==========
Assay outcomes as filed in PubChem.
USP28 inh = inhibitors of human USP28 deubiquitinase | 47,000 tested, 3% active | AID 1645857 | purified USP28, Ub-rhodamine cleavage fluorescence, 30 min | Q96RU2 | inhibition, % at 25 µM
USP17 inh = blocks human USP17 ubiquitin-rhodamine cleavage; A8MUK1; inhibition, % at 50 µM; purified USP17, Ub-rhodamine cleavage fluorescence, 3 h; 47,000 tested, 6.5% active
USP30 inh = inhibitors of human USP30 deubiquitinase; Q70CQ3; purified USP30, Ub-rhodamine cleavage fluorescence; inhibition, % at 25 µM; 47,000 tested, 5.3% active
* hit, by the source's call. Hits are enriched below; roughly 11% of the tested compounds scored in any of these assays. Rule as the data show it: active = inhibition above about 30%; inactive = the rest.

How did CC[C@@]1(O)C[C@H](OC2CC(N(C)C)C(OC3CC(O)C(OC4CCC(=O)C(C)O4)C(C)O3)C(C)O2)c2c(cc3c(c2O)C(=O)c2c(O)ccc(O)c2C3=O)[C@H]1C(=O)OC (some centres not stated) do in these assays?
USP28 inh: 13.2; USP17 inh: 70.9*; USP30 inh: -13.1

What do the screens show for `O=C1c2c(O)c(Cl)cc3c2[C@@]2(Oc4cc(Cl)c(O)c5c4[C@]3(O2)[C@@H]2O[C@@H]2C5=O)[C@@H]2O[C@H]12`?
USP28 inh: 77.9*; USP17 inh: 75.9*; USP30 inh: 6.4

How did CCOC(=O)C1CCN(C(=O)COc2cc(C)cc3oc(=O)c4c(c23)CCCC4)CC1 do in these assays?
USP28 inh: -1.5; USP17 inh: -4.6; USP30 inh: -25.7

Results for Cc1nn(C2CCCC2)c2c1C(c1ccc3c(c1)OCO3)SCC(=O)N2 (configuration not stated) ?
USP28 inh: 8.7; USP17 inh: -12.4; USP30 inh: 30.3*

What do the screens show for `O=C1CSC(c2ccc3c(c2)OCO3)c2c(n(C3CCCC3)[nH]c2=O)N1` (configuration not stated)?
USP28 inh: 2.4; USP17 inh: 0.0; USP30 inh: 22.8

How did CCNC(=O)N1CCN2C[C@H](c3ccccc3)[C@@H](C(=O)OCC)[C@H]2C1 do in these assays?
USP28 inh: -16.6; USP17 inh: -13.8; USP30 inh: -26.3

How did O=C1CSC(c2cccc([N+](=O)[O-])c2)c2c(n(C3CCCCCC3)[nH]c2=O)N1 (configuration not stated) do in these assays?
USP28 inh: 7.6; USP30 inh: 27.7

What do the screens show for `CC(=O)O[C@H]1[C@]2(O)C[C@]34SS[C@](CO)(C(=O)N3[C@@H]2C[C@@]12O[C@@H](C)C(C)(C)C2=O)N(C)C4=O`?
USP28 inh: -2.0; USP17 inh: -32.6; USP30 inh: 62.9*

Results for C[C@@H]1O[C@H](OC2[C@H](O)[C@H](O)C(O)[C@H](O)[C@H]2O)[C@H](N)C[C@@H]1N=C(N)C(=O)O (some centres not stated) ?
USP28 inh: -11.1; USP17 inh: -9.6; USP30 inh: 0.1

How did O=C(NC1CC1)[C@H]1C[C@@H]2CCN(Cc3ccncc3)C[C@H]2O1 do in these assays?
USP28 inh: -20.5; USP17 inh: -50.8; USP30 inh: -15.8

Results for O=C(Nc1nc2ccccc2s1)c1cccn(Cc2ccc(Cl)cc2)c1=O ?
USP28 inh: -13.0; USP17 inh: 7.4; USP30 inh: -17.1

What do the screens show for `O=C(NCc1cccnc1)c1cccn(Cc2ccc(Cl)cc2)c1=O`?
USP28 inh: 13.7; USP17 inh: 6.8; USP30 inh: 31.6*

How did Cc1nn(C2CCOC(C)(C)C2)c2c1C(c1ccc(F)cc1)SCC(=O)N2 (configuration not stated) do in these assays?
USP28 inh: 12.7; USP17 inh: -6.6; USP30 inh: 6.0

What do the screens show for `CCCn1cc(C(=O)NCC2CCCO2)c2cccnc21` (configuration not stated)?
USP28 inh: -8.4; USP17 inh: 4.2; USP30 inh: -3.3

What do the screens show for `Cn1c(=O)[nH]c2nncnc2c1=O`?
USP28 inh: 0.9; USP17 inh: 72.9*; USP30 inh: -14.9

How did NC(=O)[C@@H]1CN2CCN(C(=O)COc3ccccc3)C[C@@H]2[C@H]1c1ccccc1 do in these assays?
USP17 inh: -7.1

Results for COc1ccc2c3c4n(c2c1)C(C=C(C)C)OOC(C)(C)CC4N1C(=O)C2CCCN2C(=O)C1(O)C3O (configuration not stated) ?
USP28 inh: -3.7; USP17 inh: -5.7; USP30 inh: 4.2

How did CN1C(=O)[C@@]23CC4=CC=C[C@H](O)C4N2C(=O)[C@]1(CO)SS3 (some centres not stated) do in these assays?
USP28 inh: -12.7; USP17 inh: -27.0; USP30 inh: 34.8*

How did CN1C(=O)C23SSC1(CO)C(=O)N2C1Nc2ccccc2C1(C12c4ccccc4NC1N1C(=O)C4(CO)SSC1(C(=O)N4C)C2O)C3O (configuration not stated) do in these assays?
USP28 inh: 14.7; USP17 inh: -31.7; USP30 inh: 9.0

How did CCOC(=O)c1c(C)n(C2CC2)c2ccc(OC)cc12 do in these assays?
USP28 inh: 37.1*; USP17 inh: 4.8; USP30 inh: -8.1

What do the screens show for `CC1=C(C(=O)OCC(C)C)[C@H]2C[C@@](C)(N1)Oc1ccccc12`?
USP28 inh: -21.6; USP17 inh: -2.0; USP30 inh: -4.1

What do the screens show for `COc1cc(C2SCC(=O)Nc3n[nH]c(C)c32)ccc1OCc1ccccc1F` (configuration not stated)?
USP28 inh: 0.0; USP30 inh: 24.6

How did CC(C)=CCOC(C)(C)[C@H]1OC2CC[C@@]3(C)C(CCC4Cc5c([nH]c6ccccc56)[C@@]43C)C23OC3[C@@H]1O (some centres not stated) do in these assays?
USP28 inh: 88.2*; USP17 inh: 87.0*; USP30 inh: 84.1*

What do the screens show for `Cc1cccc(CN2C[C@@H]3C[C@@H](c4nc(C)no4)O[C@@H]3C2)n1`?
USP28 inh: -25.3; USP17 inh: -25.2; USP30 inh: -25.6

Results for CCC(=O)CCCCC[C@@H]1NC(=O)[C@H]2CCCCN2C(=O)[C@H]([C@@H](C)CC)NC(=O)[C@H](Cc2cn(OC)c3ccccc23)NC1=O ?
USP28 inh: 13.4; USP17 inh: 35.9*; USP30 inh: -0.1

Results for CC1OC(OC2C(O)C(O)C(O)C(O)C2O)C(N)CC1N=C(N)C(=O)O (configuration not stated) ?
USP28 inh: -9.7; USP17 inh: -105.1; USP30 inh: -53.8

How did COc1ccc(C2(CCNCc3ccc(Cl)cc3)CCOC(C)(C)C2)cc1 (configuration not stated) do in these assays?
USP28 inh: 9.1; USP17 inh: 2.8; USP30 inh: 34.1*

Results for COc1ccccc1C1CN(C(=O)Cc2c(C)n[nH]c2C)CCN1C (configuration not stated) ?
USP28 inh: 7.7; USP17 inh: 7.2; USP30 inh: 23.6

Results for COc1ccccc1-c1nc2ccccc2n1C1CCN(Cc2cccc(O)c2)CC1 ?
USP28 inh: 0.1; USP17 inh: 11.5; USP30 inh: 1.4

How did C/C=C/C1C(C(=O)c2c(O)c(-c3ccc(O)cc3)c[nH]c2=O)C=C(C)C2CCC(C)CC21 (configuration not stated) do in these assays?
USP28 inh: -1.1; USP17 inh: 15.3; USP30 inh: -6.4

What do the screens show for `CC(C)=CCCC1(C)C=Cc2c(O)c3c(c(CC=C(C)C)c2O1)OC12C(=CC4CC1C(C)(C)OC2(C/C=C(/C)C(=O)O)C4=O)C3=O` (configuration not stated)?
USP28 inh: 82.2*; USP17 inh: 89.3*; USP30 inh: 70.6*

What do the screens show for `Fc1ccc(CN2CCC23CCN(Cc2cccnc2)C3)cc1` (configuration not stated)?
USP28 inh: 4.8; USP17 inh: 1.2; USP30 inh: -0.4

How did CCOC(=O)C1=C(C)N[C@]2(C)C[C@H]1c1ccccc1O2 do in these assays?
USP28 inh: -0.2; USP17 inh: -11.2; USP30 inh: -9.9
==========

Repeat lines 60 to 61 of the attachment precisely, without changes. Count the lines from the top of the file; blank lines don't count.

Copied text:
Results for COc1ccccc1C1CN(C(=O)Cc2c(C)n[nH]c2C)CCN1C (configuration not stated) ?
USP28 inh: 7.7; USP17 inh: 7.2; USP30 inh: 23.6